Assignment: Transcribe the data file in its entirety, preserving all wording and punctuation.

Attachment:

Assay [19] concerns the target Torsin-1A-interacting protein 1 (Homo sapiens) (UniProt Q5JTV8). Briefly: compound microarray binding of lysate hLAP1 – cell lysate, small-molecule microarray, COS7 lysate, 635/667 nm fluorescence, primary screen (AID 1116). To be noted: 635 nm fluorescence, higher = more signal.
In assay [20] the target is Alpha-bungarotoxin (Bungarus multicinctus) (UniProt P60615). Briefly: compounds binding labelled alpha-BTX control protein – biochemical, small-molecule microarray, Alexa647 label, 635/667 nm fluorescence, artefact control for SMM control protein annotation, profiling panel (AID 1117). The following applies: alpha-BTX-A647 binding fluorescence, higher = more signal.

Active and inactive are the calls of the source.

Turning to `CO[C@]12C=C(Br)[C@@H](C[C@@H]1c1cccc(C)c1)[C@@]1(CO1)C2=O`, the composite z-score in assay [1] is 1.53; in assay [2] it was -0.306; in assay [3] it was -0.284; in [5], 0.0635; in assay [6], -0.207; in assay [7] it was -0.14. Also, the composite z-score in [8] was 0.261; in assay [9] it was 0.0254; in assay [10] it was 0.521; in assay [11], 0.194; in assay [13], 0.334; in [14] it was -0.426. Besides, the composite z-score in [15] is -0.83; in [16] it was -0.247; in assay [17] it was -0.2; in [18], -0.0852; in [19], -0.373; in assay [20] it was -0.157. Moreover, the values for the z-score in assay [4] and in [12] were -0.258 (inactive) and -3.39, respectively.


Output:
Assay [19] concerns the target Torsin-1A-interacting protein 1 (Homo sapiens) (UniProt Q5JTV8). Briefly: compound microarray binding of lysate hLAP1 – cell lysate, small-molecule microarray, COS7 lysate, 635/667 nm fluorescence, primary screen (AID 1116). To be noted: 635 nm fluorescence, higher = more signal.
In assay [20] the target is Alpha-bungarotoxin (Bungarus multicinctus) (UniProt P60615). Briefly: compounds binding labelled alpha-BTX control protein – biochemical, small-molecule microarray, Alexa647 label, 635/667 nm fluorescence, artefact control for SMM control protein annotation, profiling panel (AID 1117). The following applies: alpha-BTX-A647 binding fluorescence, higher = more signal.

Active and inactive are the calls of the source.

Turning to `CO[C@]12C=C(Br)[C@@H](C[C@@H]1c1cccc(C)c1)[C@@]1(CO1)C2=O`, the composite z-score in assay [1] is 1.53; in assay [2] it was -0.306; in assay [3] it was -0.284; in [5], 0.0635; in assay [6], -0.207; in assay [7] it was -0.14. Also, the composite z-score in [8] was 0.261; in assay [9] it was 0.0254; in assay [10] it was 0.521; in assay [11], 0.194; in assay [13], 0.334; in [14] it was -0.426. Besides, the composite z-score in [15] is -0.83; in [16] it was -0.247; in assay [17] it was -0.2; in [18], -0.0852; in [19], -0.373; in assay [20] it was -0.157. Moreover, the values for the z-score in assay [4] and in [12] were -0.258 (inactive) and -3.39, respectively.